The trap of wishful thinking

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The trap of wishful thinking

Kim Hyun-ki

The author is the Tokyo bureau chief and rotating correspondent for the JoongAng Ilbo.

Ogawa, captain of Yakult, the winner of this year’s Japanese professional baseball league, took the microphone in front of 30,000 home fans on the day of the victory. At the last moment, he shouted to the fans, “Saranghaeyo!” (I love you in Korean.) They cheered at the Korean greeting.

At a recent editorial meeting of a Japanese newspaper that had maintained a cold tone towards Korea, some attendees said, “Korea is turning favorable toward Japan, so shouldn’t we change our stance a bit?” This actually led to a change in its editorials. That’s an amazing change.

Lately, officials at the Korean embassy in Japan and the foreign ministry praise themselves, claiming that Japan’s response has changed dramatically. They seem to have optimism that Japan will soon open its arms and the conflict between the two countries will be addressed.

Would they really do so? Strictly speaking, it was simply sweet talk. The Japanese government and the Liberal Democratic Party still remain stubborn. On the issue of compensation for forced labor, Japan only came to negotiations because of America urging improved relationship with Korea. In other words, Tokyo’s stance of “no compensation” remains unchanged. At the beginning of the Yoon Suk-yeol administration, Yoon himself declared a “grand bargain” for forced labor compensation and other history issues, export regulation, the military information protection agreement, the patrol plane radar incident and Fukushima seafood issue. None were resolved. Such wishful thinking is a result of the Yoon administration neglecting Japanese Prime Minister Kishida’s political style of “knocking on the stone bridge but still not crossing it” and the complex bureaucratic structure in Japan. It is due to the “wishful thinking” of believing what we want to believe, just like during the five years of the Moon Jae-in administration.

When U.S. House Speaker Nancy Pelosi visited Korea in August, Yoon did not meet her and only had a phone conversation because he was on vacation. The office of President Yoon claimed that it was fully understood by Pelosi. In the sudden phone call, “Pelosi gladly said she appreciated it,” said the presidential office.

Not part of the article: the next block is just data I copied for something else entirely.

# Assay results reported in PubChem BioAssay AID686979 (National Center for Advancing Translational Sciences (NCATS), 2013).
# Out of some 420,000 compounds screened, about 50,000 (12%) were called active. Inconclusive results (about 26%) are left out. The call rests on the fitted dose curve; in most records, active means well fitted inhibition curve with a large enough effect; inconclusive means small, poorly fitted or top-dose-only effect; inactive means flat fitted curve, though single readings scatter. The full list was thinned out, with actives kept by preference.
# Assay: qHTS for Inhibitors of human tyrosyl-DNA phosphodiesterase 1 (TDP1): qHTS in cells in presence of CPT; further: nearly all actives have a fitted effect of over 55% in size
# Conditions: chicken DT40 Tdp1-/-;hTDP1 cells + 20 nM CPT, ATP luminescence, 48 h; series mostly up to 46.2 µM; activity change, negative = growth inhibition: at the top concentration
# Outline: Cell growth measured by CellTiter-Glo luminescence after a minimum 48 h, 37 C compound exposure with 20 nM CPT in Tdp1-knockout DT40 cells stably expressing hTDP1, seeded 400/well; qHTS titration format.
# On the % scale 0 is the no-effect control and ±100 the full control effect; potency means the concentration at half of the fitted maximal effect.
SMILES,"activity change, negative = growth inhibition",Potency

President Yoon Suk-yeol answers questions from reporters on his way to the presidential office at Yongsan, October 27. Asked about the growing demand for redeployment of U.S. tactical nuclear weapons in South Korea to counter North Korea’s mounting nuclear threat, he said the government is considering diverse options. [JOINT PRESS CORPS]

Really? A high-level Japanese official, who met Pelosi when she visited Japan after Korea, said, “Pelosi was very angry with Korea.” It was the opposite of what Yoon’s office announced. The Korean authorities were informed, but they absurdly responded, “Isn’t it because Pelosi is a person with a lot of anger?” Regardless of whether the decision to skip a meeting with Pelosi is right or wrong, this type of wishful thinking only leads to despair.

The same is true for the controversy over South Korea sharing U.S. nuclear weapons and the redeployment of U.S. tactical nukes. When President Yoon said, “We are carefully examining various possibilities,” Washington immediately dismissed his comment. It said nothing has changed in the U.S. policy. The problem is twofold. First, if President Yoon made such a comment with serious changes in his administration’s nuclear policy in his mind, it is a ridiculous mistake.

Did he really think that there is any possibility of America to “reconsider” once he openly talks about his unripe nuclear policy? It is a long shot even if he thoroughly and secretively prepared the logic for Korea’s own nuclear armaments or the deployment of U.S. tactical nukes. Even if his administration had stealthily discussed with Washington ways to deal with international sanctions or pressures on South Korea if Seoul and Washington agreed to one of the two options. But President Yoon said it himself. Second, if he said it without really thinking about it, it is a thoughtless government indeed.

Finally, I want to talk about the promotion activities to host the Busan Expo. While the Yoon administration advertises that Korea would be “the seventh country to host all three mega events, the Expo, the Olympics, and the World Cup,” few countries consider the title important these days. Also, the government says Korea’s hosting of the expo will “contribute to the spread of soft power and the Korean Wave.” But the rest of the world already feels the power of the Korean wave even without the expo.

The Korean government’s wishful thinking is different from global sentiment. I have another concern. Politicians, businessmen and officials who come to Tokyo meet the same Japanese figures and ask for the same thing. Do they think it helps? Too much is worse than not enough. Did they ever think about the adverse effect of giving another diplomatic card to Japan?
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